Egypt Loses $6 Billion Per Year in Illicit Outflows


Egypt has long been a nation plagued by severe developmental issues. A large part of its troubles has been attributed to the illicit outflow of cash. As of 2019, the level of this outflow has been averaged to a sum of $6 billion per year.

The effect that this outflow has on the development of economic and social stability is entirely negative. Since the end of long-time President Hosni Mubarak’s time in office, the official tabulation of Egypt’s real losses due to the illicit outflow of cash has only become more opaque.

What Are the Biggest Causes of Illegal Cash Outflow in Egypt?

The two main factors fueling the illegal outflow of cash from Egypt are political and economic corruption and money laundering. Even as the GDP jumped into the hundred billion range in 2006, the amount of illegal cash outflow also skyrocketed. Figures for 2006, 2007, and 2008 were $13.0 billion, $13.6 billion, and $7.4 billion.

The drop in the total for 2008 was not attributable to any meaningful action on the part of the Egyptian government to stem this illegal outflow. Rather, it was due to a large number of foreign investors pulling their money out of the country due to a lack of confidence in their ability to justify the risks they were taking there.

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Egypt’s Underground Economy is as Strong as Ever

Egypt has long been notorious as a transit station for illegal drugs, such as cannabis, opium, and heroin. The nation’s criminal element has profited from a cut of the proceeds of the sale of these drugs. They have then hidden the money in a series of secret bank accounts all over Western Europe, primarily in Switzerland.

Because of extremely lax financial regulations, Egypt has become a prime spot for money laundering. This exists due to corruption on the ground that seems to gladly conspire with foreign or domestic criminal elements in return for a cut of the proceeds.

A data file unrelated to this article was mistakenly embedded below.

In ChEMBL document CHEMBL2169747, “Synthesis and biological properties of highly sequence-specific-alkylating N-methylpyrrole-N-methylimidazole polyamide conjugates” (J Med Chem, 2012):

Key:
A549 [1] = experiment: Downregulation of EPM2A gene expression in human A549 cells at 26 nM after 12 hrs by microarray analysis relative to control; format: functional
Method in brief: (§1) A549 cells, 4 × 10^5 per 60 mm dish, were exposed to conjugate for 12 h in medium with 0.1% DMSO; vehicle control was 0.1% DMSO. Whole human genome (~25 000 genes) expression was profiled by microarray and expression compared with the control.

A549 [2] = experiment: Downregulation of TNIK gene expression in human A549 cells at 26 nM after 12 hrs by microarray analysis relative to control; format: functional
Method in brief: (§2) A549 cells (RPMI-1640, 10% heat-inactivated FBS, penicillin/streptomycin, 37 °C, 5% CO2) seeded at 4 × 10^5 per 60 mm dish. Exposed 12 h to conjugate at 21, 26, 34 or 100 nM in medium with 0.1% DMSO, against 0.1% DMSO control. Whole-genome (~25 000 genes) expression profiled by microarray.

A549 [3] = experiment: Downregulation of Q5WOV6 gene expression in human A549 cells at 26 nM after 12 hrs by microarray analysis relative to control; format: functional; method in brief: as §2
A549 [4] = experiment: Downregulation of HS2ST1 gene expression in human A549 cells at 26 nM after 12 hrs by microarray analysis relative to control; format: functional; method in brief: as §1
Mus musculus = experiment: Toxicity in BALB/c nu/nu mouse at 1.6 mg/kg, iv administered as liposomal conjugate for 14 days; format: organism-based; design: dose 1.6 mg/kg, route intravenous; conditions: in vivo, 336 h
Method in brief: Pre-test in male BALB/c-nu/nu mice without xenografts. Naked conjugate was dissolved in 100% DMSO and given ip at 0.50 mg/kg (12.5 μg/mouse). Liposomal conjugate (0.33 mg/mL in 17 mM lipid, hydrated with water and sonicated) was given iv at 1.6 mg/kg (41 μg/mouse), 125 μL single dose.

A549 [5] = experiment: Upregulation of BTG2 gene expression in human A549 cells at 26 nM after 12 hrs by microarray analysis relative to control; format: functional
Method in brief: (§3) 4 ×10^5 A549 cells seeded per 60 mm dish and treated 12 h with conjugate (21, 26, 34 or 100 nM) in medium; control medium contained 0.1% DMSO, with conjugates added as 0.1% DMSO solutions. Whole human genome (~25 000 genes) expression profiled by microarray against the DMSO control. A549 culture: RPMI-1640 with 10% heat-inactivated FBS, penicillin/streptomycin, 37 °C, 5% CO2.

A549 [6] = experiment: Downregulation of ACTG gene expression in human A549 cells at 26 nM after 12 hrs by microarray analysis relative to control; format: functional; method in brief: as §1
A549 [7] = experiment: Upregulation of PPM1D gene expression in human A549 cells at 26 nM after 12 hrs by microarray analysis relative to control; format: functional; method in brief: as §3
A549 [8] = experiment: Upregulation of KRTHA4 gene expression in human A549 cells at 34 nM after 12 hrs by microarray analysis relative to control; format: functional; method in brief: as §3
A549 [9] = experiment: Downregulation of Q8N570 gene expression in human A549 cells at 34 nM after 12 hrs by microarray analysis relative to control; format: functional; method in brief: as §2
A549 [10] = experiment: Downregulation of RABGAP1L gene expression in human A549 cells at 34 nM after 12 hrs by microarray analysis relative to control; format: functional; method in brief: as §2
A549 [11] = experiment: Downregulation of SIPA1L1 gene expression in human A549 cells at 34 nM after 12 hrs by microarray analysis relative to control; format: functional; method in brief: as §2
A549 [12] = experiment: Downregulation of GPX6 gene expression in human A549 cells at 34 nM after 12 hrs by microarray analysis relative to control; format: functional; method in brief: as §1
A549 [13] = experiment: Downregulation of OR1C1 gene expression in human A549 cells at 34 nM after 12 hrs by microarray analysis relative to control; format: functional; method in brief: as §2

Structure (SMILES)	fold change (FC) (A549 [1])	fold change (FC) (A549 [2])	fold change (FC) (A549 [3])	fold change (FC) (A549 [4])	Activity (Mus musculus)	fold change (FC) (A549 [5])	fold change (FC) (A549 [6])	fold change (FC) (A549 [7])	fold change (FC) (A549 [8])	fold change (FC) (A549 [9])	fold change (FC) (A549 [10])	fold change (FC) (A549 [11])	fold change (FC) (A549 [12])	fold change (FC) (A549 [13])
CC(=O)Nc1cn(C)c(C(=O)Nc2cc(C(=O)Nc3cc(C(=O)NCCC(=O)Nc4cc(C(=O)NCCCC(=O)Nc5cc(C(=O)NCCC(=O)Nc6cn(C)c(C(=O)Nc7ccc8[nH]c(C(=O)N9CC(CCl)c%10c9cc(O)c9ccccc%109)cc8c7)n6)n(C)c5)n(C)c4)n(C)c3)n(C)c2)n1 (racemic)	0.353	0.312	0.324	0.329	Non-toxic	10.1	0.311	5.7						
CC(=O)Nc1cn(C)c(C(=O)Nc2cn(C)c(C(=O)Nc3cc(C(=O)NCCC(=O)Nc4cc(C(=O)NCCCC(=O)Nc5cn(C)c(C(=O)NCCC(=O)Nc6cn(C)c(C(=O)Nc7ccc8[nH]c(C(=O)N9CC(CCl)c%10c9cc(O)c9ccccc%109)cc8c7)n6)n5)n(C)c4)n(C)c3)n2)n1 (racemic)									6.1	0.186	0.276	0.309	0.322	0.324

The Gap Between the Rich and Poor is Wider Than Ever

Basic social services in Egypt have continued to deteriorate. This is in large part due to the continuing outflow of cash from the nation’s coffers. Meanwhile, the gap between the rich and poor in Egypt is wider than ever.

A recent study showed that the lowest fifth of the population held 8.96 of the country’s wealth while the highest fifth owned 41.46 percent. This is a disparity that continues to fuel economic, social, and political instability.

The more this economic divide increases, the less confidence the average citizen has in the government. This contributes to increasingly strident calls for justice which, if not met in a timely and appropriate manner, may eventually lead to yet another cycle of revolution and violence in a Middle Eastern nation.

The Rate of Illegal Cash Outflow is the Highest in the Region

As of 2008, the total growth rate of illegal outflows from Egypt had reached a level of 30.21 percent. This total was higher than any of the others from developing countries in the region.

Many solutions have been suggested as a means of stemming the illicit outflow of cash from Egypt. However, due to a lack of response from authority figures within the nation itself, they have so far fallen on deaf ears. Meanwhile, international financial experts expect next year’s outflow to be as bad, or even worse, than ever.

What Can Be Done to Stem the Illegal Outflow of Cash?

It is becoming more apparent that a critical need for transparency and accountability exists in this increasingly corrupt nation. Recent measures on the part of IMF authorities to enforce anti-money laundering measures have yet to bear fruits.

It may be up to international authorities to insist on these measures being taken. In fact, this may be the only hope for the increasingly beleaguered citizens of Egypt.

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